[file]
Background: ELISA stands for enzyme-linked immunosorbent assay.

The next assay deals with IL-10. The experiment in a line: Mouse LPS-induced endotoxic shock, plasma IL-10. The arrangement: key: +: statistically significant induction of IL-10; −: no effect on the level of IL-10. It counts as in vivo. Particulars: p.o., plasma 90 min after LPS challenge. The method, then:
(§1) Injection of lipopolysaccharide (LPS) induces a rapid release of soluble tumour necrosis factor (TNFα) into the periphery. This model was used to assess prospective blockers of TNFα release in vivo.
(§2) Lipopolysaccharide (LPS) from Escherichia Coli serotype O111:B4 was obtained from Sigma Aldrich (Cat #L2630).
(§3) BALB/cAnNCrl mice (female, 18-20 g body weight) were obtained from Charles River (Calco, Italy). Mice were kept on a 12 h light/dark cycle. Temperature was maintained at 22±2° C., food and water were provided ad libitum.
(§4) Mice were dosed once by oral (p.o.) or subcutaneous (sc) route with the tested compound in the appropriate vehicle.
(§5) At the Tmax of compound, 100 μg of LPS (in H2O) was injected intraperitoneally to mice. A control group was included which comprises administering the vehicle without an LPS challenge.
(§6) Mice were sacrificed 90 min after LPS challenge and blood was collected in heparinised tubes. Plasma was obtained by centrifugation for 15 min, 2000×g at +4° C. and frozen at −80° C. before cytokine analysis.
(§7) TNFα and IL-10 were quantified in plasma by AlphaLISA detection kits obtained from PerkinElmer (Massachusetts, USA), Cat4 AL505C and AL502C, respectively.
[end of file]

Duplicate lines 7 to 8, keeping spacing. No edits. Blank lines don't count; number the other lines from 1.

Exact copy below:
(§5) At the Tmax of compound, 100 μg of LPS (in H2O) was injected intraperitoneally to mice. A control group was included which comprises administering the vehicle without an LPS challenge.
(§6) Mice were sacrificed 90 min after LPS challenge and blood was collected in heparinised tubes. Plasma was obtained by centrifugation for 15 min, 2000×g at +4° C. and frozen at −80° C. before cytokine analysis.